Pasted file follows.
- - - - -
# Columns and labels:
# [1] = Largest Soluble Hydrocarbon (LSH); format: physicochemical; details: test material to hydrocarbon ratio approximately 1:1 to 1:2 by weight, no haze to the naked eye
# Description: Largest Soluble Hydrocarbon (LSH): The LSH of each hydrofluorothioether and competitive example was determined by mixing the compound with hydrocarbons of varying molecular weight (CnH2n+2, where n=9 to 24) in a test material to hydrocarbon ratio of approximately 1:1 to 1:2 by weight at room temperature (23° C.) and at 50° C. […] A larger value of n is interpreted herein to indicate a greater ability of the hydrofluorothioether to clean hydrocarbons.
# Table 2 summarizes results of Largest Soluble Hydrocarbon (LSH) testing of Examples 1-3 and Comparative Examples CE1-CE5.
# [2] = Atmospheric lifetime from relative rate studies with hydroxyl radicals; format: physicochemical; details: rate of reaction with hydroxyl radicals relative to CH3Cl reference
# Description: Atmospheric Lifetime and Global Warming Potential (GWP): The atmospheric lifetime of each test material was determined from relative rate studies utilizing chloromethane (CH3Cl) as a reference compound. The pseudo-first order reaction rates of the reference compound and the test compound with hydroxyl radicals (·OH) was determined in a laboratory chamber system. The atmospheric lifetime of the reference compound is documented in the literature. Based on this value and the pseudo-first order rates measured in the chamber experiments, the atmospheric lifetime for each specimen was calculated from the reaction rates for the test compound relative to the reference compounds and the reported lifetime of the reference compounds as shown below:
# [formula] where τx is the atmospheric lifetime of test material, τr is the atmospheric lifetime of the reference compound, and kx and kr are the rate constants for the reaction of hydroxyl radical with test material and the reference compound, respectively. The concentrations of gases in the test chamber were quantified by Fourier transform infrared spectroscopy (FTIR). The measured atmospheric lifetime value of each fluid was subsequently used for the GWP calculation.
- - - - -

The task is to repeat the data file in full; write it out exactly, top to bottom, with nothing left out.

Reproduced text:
# Columns and labels:
# [1] = Largest Soluble Hydrocarbon (LSH); format: physicochemical; details: test material to hydrocarbon ratio approximately 1:1 to 1:2 by weight, no haze to the naked eye
# Description: Largest Soluble Hydrocarbon (LSH): The LSH of each hydrofluorothioether and competitive example was determined by mixing the compound with hydrocarbons of varying molecular weight (CnH2n+2, where n=9 to 24) in a test material to hydrocarbon ratio of approximately 1:1 to 1:2 by weight at room temperature (23° C.) and at 50° C. […] A larger value of n is interpreted herein to indicate a greater ability of the hydrofluorothioether to clean hydrocarbons.
# Table 2 summarizes results of Largest Soluble Hydrocarbon (LSH) testing of Examples 1-3 and Comparative Examples CE1-CE5.
# [2] = Atmospheric lifetime from relative rate studies with hydroxyl radicals; format: physicochemical; details: rate of reaction with hydroxyl radicals relative to CH3Cl reference
# Description: Atmospheric Lifetime and Global Warming Potential (GWP): The atmospheric lifetime of each test material was determined from relative rate studies utilizing chloromethane (CH3Cl) as a reference compound. The pseudo-first order reaction rates of the reference compound and the test compound with hydroxyl radicals (·OH) was determined in a laboratory chamber system. The atmospheric lifetime of the reference compound is documented in the literature. Based on this value and the pseudo-first order rates measured in the chamber experiments, the atmospheric lifetime for each specimen was calculated from the reaction rates for the test compound relative to the reference compounds and the reported lifetime of the reference compounds as shown below:
# [formula] where τx is the atmospheric lifetime of test material, τr is the atmospheric lifetime of the reference compound, and kx and kr are the rate constants for the reaction of hydroxyl radical with test material and the reference compound, respectively. The concentrations of gases in the test chamber were quantified by Fourier transform infrared spectroscopy (FTIR). The measured atmospheric lifetime value of each fluid was subsequently used for the GWP calculation.